In terms of office working, it is long “overdue” that employers and HR start thinking about how to use them differently, because “they are no longer the default workplace or the only option”, she adds. “Office attendance and productivity are not established partners and it’s time we stopped assuming that there’s a causal relationship – the pandemic enforced home-work period told us otherwise.”

Echoing this, a separate report by RingCentral, which polled 1,002 UK full-time workers aged 21 to 65, found that half (51 per cent) of respondents felt more productive when working from home.

Meanwhile, according to exclusive data from People Management’s LinkedIn poll of 1,540 HR professionals, those in HR have not witnessed a drop in productivity among their remote and hybrid workers, with 88 per cent believing that remote and hybrid working has no influence on worker productivity.

This contradicts prior Vitality data reporting, which stated that home workers were 13 per cent less productive than hybrid workers – adding to the ongoing back-to-office debate.

Daniel Wheatley, reader in business and labour economics at the University of Birmingham Business School, suggests that as well as a preference to work from home, employees are increasingly driven by other factors, including a demand for client/customer and onsite visits and a general reorganisation of workspaces. “This combination of drivers means that employees often spend a substantial proportion of their working time in locations other than their employer workplace,” he says, adding that “rhetoric” implying that employees need to return to empty offices is founded on “quite limited” evidence bases relating to certain concerns including staff “misusing” company time.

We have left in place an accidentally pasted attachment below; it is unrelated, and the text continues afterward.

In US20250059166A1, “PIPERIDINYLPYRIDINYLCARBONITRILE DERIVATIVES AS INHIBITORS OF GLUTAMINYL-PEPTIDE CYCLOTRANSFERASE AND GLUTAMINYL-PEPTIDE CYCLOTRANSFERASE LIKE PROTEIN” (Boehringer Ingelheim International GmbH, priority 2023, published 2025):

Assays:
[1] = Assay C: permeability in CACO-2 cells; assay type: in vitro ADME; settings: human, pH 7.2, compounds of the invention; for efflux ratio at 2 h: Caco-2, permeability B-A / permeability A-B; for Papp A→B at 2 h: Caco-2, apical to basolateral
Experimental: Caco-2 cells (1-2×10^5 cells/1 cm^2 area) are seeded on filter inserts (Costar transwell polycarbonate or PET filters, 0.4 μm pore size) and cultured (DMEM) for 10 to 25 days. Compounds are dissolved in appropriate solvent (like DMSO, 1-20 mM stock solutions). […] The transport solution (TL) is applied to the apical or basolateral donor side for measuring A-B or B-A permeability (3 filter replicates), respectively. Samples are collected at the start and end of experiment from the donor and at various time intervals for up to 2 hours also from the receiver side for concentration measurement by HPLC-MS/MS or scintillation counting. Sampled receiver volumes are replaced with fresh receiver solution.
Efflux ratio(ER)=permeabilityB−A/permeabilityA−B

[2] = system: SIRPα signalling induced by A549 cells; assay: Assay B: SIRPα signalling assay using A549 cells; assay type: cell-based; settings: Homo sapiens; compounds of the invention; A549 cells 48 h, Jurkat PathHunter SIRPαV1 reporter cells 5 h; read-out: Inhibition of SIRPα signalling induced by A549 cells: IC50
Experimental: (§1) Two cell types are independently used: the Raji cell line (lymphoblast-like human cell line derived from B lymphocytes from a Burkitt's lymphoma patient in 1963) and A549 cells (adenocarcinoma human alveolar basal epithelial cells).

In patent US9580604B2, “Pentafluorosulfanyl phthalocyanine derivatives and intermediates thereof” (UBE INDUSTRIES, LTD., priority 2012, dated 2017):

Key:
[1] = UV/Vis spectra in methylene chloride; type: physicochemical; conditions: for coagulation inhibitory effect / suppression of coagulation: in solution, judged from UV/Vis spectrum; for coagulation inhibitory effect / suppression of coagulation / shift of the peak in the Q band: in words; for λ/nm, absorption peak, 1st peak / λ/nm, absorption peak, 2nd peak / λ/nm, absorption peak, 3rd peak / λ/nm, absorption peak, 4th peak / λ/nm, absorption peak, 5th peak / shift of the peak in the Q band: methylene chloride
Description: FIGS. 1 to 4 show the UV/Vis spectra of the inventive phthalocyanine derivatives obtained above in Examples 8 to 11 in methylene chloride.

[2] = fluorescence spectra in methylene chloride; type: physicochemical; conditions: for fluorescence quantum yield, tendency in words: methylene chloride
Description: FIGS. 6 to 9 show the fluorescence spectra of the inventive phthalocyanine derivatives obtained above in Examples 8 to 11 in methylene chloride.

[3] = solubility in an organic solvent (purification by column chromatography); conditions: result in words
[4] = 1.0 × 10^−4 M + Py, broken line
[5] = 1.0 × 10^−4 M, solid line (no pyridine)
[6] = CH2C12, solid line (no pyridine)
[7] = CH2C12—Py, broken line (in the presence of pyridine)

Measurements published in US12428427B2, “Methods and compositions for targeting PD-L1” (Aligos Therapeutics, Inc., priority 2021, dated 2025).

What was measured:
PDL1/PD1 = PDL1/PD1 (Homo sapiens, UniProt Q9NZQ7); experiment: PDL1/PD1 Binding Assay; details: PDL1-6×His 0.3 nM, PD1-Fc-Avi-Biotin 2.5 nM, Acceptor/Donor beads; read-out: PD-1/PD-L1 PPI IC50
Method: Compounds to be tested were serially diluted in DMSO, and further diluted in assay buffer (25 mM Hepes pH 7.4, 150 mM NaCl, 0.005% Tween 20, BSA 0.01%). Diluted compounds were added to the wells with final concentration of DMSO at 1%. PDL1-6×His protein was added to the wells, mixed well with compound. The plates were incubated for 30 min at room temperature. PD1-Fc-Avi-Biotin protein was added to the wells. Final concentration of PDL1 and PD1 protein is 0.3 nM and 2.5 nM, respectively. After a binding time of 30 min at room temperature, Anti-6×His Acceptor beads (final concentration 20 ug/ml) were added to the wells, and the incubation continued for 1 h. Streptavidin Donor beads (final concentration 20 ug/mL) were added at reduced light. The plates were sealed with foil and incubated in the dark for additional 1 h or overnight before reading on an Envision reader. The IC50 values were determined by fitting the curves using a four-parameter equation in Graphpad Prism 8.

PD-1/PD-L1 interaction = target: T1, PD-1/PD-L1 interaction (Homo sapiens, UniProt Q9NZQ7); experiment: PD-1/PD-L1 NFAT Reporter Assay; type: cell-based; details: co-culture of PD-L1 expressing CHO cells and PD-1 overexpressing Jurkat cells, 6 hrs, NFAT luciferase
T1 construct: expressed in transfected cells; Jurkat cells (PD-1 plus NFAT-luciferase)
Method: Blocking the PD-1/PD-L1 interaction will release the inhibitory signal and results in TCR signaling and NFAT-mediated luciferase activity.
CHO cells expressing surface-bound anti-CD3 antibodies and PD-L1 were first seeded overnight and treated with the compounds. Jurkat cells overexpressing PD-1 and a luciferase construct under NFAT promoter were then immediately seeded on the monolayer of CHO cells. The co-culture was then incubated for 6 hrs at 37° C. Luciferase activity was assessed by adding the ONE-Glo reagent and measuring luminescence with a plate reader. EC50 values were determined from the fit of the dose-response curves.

Importance of autonomy and not following the crowd

Gary Cookson, director of Epic HR, says people have grown accustomed to working when, where and how they want since the pandemic and “balancing” lots of different priorities, and that to remove that “autonomy” and “freedom” is a big ask. “Employers might feel that a fixed-hybrid model two days onsite and three days remote or the opposite is doing people a favour, but it really isn’t,” he says, adding that there is often no “analysis” behind the arbitrary days of the week split to suggest it is the most appropriate for any job.